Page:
How Approach Senior Man

Senior Dating

How to Approach a Senior Man

Nick Slade
Nick Slade Updated:
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A senior man is the perfect blend of a young, outspoken boy, unhampered by the silly conventions of civilized society, and a nice young man. Maybe you can throw in a dollop of that loyal Labrador you grew up with, in his mature mellow years.

Like the boy, he’s comfortable in his skin and doesn’t see life through the single eye of his penis. Like the young man, his mind is always busy with some project or idea, and he knows a lot about a variety of topics — but still has an eye for the ladies. And he’s a joy to be around and easy to please, like good ol’ Duke.

Striking up a conversation with a senior man is child’s play compared to what you ladies went through to meet guys at the discos of the 1970s. For young people, everything has sexual innuendo attached to it.

But a man in his 50s, 60s and beyond is not going to view your approach through a sexual filter, and he is going to see you for the sweet, friendly woman you are. All conversations are welcome and all approaches from women are unexpected pleasures.

Your risk of rejection is extremely low. And, unlike the guys you used to flirt with at the disco, he’s not going make any assumptions about your intentions or virtue.

There’s no doubt that he would love to get to know you, so just keep it comfortable and natural. Try some of these tips to help you approach him.

Catch him looking at you.

Older men have learned to smell the roses and enjoy the little things in life, unabashed and unconstrained by uptight social customs. If he sees something (or someone) worth looking at, he is going to take a moment to enjoy nature’s artistry.

There’s a good chance the object of his attention will be you.

So, call him on it, in a good-natured flirtatious way, with a smile on your face: “What are you looking at?” Chances are, he’ll play along — and maybe even tell you exactly what he was looking at.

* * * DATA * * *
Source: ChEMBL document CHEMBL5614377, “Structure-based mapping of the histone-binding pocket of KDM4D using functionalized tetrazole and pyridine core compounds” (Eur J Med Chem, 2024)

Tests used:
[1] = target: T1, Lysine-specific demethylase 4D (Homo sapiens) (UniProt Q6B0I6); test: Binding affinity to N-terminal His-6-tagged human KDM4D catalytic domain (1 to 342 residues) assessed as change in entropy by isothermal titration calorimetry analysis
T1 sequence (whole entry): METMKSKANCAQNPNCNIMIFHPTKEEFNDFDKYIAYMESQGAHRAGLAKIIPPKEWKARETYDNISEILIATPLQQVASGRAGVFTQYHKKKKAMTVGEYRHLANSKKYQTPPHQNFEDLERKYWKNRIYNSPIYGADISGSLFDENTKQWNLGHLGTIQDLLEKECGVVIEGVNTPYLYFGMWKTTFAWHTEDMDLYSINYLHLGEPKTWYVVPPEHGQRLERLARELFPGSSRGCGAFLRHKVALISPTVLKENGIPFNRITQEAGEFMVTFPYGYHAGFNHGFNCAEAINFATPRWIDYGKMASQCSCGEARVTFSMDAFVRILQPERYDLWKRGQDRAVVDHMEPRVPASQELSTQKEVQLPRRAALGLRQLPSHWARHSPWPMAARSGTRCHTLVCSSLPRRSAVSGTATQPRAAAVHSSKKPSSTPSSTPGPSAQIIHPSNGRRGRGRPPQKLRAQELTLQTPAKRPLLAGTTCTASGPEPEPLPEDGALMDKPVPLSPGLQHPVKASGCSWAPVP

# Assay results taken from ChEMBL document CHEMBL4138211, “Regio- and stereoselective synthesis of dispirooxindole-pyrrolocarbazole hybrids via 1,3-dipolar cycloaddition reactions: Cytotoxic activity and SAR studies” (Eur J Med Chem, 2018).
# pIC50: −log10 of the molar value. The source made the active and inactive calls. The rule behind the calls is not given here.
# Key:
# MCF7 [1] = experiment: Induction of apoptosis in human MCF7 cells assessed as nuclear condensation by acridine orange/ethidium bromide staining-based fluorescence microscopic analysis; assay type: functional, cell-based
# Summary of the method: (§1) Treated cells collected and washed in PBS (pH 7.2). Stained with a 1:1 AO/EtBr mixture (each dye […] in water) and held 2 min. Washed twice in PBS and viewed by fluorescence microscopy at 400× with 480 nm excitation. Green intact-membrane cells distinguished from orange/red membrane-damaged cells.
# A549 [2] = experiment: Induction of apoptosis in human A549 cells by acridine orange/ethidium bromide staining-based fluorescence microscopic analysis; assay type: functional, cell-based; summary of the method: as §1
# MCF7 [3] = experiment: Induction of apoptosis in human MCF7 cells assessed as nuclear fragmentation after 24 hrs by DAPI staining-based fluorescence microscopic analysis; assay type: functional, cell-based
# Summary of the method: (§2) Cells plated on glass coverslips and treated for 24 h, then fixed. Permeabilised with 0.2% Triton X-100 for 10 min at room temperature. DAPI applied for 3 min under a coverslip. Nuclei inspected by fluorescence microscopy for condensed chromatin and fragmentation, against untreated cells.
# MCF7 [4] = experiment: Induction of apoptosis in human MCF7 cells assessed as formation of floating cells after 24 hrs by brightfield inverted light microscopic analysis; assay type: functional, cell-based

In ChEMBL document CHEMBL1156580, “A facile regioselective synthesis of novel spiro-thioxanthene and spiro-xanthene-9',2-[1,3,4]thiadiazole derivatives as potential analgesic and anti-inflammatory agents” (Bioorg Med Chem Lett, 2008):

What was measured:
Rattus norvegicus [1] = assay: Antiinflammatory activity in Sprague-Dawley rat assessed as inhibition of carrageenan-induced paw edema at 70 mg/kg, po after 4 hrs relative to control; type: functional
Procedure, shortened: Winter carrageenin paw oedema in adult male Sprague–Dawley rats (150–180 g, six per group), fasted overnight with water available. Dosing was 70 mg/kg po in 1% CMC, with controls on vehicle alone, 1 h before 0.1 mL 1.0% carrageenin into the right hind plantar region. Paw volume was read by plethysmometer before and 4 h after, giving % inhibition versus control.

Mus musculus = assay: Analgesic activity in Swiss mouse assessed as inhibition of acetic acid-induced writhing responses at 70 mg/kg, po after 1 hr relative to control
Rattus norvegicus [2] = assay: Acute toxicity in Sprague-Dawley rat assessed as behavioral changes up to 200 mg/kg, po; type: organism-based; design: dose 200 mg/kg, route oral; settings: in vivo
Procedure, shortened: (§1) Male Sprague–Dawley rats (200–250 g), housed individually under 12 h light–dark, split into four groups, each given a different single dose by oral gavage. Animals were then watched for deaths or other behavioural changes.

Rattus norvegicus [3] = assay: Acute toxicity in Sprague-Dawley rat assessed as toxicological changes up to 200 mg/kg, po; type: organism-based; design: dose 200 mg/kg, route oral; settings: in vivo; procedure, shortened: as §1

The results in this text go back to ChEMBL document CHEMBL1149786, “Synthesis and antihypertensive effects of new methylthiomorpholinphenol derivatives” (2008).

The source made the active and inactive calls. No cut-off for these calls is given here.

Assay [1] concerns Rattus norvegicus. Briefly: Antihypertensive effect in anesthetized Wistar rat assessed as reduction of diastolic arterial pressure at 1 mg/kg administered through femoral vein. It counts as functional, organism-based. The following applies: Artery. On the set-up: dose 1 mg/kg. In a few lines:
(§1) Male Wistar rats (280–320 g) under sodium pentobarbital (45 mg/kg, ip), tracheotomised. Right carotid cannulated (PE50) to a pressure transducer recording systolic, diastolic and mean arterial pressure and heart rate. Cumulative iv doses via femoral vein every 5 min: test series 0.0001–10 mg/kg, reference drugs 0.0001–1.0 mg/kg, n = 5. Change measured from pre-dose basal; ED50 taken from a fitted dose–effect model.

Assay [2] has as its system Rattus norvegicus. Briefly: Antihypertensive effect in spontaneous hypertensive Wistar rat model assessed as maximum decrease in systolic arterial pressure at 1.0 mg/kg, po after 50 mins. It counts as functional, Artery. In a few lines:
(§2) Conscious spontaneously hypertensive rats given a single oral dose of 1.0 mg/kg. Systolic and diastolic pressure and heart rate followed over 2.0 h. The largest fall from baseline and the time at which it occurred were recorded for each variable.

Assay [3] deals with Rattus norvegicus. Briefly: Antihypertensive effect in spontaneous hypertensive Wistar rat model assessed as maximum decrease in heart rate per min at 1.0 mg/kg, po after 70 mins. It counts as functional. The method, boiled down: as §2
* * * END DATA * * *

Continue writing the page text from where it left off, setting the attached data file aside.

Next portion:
Or, just use his visual attraction to you to establish eye contact, give him a smile and approach him with a greeting or question that fits the circumstances and location.

Eye contact establishes a human link and a fleeting bond of familiarity, so act right away while you “know” each other and get the ball rolling. Remember, he’s friendly and won’t bite.

Ask him for help or directions.

Every man is always eager to help a lady. Go to the “man” store, like Lowe’s or Home Depot, and ask him for advice on a screen door, deadbolt, mower or lawn rake. He will probably have some good information and might even offer to help you with your project.

At the supermarket, you can help him choose when you see him looking over the kinds of soup or cuts of beef. At the mall, you can ask him how to find the bookstore (which probably has a coffee shop, so invite him along).

In the parking lot, you can ask him to hold your bag of groceries while you open your car door. If you see a man slow down and watch to see if you can carry those bags or open that door, he wants to help, so make his day and ask him.

No man can resist the opportunity to assist a damsel in distress.

Get him involved.

If you volunteer or attend a social organization, or find yourself in any kind of group setting, men will be there, too. If you see him standing around, just enlist his help. He can set up extra chairs for the overflow at the church dinner, or you can encourage him to speak up in the class or meeting.

If you know him from your apartment building or work, invite him to come along with you to your group for widows and widowers or divorced seniors, to the gym, to your volunteer group or even to the store.

Senior men have been tamed by life and by the women they have known, so they are not hard to approach. Most of them are well-behaved, good-natured, gentle-spirited and polite.

A conversation with you is bound to be the highlight of his day, so give him a treat and say hello. He won’t mind missing the beginning of “America’s Got Talent” if he can spend a little time with you.